The Fall of Troy (book 7 - 14)
Poured from her eyes as water from a spring;
Trembled her limbs, fear-frenzied was her heart;
Rent were her hoary tresses and besprent
With ashes of the hearth, cast by her hands
When she saw Priam slain and Troy aflame.
And aye she deeply groaned for thraldom's day
That trapped her vainly loth. Each hero led
A wailing Trojan woman to his ship.
Here, there, uprose from these the wild lament,
The woeful-mingling cries of mother and babe.
As when with white-tusked swine the herdmen drive
Their younglings from the hill-pens to the plain
As winter closeth in, and evermore
Each answereth each with mingled plaintive cries;
So moaned Troy's daughters by their foes enslaved,
Handmaid and queen made one in thraldom's lot.
But Helen raised no lamentation: shame
Sat on her dark-blue eyes, and cast its flush
Over her lovely cheeks. Her heart beat hard
With sore misgiving, lest, as to the ships
She passed, the Achaeans might mishandle her.
Therefore with fluttering soul she trembled sore;
And, her head darkly mantled in her veil,
Close-following trod she in her husband's steps,
With cheek shame-crimsoned, like the Queen of Love,
What time the Heaven-abiders saw her clasped
In Ares' arms, shaming in sight of all
The marriage-bed, trapped in the myriad-meshed
Toils of Hephaestus: tangled there she lay
In agony of shame, while thronged around
The Blessed, and there stood Hephaestus' self:
For fearful it is for wives to be beheld
By husbands' eyes doing the deed of shame.
Lovely as she in form and roseate blush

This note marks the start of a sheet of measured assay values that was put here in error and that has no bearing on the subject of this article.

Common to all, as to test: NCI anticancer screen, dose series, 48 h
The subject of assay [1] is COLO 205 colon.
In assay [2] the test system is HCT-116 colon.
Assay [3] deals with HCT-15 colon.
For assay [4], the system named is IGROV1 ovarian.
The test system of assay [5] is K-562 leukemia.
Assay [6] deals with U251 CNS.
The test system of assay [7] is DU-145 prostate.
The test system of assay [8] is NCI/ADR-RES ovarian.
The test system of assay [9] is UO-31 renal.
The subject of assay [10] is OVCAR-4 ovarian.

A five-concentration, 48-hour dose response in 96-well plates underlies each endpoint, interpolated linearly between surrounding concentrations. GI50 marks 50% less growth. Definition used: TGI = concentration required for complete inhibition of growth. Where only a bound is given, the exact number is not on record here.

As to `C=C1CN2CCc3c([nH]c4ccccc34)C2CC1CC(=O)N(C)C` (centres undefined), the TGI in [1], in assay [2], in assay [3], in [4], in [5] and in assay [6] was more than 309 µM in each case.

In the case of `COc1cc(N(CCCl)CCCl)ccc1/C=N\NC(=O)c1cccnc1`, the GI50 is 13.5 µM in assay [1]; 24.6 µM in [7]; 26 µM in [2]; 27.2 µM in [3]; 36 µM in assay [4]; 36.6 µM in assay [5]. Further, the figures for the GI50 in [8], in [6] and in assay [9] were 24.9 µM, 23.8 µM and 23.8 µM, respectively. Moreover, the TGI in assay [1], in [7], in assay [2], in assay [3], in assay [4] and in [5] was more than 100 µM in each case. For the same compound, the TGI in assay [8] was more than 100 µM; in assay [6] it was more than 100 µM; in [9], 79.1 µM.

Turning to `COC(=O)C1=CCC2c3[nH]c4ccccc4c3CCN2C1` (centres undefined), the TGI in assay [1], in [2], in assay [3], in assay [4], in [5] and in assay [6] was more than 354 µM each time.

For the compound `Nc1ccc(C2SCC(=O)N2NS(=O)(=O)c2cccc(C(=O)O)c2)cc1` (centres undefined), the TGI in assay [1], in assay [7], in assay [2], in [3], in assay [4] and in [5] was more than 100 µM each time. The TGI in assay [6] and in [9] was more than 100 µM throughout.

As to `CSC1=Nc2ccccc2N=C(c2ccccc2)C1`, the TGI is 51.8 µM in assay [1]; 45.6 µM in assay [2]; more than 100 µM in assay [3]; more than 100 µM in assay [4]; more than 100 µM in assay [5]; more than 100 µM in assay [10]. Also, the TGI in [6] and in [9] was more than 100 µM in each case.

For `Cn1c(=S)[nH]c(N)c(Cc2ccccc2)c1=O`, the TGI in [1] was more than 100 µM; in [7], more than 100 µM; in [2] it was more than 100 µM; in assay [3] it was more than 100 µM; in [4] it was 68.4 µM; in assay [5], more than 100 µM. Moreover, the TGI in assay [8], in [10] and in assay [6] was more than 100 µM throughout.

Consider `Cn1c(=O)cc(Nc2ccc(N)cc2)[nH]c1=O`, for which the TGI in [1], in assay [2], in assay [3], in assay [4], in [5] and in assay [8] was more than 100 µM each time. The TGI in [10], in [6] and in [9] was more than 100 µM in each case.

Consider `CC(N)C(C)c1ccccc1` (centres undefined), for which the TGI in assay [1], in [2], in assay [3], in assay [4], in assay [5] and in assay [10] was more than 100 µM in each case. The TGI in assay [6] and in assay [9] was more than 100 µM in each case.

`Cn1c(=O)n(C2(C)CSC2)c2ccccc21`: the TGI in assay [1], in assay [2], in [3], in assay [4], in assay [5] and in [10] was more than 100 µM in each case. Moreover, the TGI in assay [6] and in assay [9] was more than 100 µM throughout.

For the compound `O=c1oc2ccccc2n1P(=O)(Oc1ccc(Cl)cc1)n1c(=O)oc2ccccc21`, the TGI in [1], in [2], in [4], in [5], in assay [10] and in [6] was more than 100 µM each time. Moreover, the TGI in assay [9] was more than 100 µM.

Passed Helen mid the Trojan captives on
To the Argive ships. But the folk all around
Marvelled to see the glory of loveliness
Of that all-flawless woman. No man dared
Or secretly or openly to cast
Reproach on her. As on a Goddess all
Gazed on her with adoring wistful eyes.
As when to wanderers on a stormy sea,
After long time and passion of prayer, the sight
Of fatherland is given; from deadly deeps
Escaped, they stretch hands to her joyful-souled;
So joyed the Danaans all, no man of them
Remembered any more war's travail and pain.
Such thoughts Cytherea stirred in them, for grace
To Helen starry-eyed, and Zeus her sire.
Then, when he saw that burg beloved destroyed,
Xanthus, scarce drawing breath from bloody war,
Mourned with his Nymphs for ruin fallen on Troy,
Mourned for the city of Priam blotted out.
As when hail lashes a field of ripened wheat,
And beats it small, and smites off all the ears
With merciless scourge, and levelled with the ground
Are stalks, and on the earth is all the grain
Woefully wasted, and the harvest's lord
Is stricken with deadly grief; so Xanthus' soul
Was utterly whelmed in grief for Ilium made
A desolation; grief undying was his,
Immortal though he was. Mourned Simois